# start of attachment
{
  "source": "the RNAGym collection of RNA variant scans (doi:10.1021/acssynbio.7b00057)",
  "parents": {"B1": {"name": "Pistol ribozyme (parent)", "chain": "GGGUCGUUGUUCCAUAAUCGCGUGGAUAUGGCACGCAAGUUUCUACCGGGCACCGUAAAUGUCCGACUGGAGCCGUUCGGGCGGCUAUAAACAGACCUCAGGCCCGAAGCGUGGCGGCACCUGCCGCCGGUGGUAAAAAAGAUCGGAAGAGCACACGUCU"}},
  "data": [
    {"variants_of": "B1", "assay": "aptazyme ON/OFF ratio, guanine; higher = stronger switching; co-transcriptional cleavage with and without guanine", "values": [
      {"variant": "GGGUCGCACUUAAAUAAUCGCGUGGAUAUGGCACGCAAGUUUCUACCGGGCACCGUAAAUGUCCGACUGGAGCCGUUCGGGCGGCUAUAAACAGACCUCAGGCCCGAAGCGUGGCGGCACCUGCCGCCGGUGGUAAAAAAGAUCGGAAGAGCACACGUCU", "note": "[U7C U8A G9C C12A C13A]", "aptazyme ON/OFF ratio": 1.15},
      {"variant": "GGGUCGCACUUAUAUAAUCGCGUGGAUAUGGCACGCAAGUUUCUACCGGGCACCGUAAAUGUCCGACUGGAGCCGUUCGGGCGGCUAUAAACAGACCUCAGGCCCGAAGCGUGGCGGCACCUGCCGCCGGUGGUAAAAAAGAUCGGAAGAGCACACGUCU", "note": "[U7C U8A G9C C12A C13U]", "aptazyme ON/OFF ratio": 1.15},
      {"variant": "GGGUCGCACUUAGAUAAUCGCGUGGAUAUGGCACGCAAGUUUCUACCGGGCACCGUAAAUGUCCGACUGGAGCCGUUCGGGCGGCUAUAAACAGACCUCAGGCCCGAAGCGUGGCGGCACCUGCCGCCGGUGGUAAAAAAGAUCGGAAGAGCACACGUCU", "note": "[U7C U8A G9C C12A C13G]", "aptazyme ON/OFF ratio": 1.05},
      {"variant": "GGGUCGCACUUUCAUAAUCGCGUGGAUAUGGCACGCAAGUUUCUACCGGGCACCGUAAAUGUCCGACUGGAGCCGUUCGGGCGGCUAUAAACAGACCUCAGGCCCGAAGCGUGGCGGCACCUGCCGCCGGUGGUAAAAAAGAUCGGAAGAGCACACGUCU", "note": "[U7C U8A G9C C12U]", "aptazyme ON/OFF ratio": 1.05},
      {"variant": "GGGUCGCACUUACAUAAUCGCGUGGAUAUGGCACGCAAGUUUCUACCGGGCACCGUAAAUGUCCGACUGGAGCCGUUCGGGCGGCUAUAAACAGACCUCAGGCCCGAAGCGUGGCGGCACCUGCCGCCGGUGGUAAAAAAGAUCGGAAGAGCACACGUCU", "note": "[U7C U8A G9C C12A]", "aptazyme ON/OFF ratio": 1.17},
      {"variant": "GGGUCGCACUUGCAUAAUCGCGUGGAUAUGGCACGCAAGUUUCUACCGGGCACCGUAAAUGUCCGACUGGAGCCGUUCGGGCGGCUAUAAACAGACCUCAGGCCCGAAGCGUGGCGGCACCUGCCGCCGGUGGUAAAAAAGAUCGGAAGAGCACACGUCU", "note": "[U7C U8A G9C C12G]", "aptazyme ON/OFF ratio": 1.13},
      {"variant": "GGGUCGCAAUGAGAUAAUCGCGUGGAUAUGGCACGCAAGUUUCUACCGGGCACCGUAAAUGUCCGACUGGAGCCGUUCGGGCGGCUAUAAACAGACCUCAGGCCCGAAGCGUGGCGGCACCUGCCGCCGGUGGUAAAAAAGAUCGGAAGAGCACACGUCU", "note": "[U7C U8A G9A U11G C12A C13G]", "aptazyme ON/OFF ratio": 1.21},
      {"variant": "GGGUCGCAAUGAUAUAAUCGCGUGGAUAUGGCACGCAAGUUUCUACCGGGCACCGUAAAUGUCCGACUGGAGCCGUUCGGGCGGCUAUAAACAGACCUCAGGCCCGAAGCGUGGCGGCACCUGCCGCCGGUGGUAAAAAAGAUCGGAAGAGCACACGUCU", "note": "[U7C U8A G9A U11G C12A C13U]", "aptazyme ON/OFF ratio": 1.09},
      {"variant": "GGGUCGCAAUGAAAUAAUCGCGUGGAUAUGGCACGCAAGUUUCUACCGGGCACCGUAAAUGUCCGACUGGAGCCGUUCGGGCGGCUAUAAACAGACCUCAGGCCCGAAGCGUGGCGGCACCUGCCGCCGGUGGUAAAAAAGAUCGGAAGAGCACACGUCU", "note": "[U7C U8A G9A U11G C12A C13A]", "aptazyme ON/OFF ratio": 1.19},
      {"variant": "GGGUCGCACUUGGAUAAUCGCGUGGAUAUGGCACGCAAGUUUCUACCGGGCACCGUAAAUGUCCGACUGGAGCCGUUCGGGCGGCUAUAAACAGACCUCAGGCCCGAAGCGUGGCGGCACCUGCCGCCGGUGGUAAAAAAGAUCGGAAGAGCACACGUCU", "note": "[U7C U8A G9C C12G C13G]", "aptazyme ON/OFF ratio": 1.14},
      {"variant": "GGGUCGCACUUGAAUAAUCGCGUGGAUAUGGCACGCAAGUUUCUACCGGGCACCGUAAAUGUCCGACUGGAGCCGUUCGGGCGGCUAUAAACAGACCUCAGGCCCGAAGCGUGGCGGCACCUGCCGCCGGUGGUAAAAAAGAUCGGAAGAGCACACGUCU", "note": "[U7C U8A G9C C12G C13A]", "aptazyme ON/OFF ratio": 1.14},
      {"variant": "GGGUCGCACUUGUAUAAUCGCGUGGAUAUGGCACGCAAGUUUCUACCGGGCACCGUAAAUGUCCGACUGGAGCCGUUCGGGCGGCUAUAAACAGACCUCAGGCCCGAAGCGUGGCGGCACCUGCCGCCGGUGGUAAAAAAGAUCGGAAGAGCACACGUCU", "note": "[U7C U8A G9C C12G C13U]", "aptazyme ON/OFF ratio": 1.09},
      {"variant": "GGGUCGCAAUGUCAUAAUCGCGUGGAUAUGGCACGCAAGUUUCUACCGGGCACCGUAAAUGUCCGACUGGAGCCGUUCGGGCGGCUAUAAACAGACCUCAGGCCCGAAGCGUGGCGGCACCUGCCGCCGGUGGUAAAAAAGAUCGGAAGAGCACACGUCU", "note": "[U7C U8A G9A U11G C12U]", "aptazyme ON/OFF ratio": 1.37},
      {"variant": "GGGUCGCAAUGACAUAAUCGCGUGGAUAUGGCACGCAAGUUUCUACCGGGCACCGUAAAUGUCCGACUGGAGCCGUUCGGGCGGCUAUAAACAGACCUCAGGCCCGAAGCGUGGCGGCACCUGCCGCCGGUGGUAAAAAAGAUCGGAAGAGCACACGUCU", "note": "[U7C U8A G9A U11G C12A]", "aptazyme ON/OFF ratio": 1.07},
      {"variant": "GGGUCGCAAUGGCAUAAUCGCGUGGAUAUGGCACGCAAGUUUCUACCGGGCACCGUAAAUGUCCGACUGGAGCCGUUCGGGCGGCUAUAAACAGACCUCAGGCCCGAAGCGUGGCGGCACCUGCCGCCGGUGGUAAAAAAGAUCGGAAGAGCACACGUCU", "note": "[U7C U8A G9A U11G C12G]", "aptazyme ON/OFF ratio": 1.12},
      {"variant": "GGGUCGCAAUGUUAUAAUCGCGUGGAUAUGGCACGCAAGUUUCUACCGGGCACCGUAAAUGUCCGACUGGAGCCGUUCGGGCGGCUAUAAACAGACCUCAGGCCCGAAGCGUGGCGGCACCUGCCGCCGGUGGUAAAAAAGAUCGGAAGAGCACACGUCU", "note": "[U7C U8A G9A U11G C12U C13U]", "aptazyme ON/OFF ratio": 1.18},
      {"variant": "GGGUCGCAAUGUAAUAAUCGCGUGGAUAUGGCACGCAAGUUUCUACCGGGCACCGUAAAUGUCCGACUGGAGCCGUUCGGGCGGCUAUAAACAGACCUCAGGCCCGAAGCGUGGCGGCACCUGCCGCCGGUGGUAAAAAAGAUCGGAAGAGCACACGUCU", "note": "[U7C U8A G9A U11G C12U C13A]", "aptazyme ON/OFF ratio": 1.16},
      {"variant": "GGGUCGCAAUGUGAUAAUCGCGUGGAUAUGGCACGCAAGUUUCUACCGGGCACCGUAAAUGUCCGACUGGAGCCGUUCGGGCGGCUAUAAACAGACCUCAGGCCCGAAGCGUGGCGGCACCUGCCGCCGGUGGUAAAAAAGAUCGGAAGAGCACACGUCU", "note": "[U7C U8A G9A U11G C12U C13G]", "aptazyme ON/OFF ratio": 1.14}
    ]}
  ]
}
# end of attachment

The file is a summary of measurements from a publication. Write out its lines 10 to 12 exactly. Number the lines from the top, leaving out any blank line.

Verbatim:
      {"variant": "GGGUCGCACUUACAUAAUCGCGUGGAUAUGGCACGCAAGUUUCUACCGGGCACCGUAAAUGUCCGACUGGAGCCGUUCGGGCGGCUAUAAACAGACCUCAGGCCCGAAGCGUGGCGGCACCUGCCGCCGGUGGUAAAAAAGAUCGGAAGAGCACACGUCU", "note": "[U7C U8A G9C C12A]", "aptazyme ON/OFF ratio": 1.17},
      {"variant": "GGGUCGCACUUGCAUAAUCGCGUGGAUAUGGCACGCAAGUUUCUACCGGGCACCGUAAAUGUCCGACUGGAGCCGUUCGGGCGGCUAUAAACAGACCUCAGGCCCGAAGCGUGGCGGCACCUGCCGCCGGUGGUAAAAAAGAUCGGAAGAGCACACGUCU", "note": "[U7C U8A G9C C12G]", "aptazyme ON/OFF ratio": 1.13},
      {"variant": "GGGUCGCAAUGAGAUAAUCGCGUGGAUAUGGCACGCAAGUUUCUACCGGGCACCGUAAAUGUCCGACUGGAGCCGUUCGGGCGGCUAUAAACAGACCUCAGGCCCGAAGCGUGGCGGCACCUGCCGCCGGUGGUAAAAAAGAUCGGAAGAGCACACGUCU", "note": "[U7C U8A G9A U11G C12A C13G]", "aptazyme ON/OFF ratio": 1.21},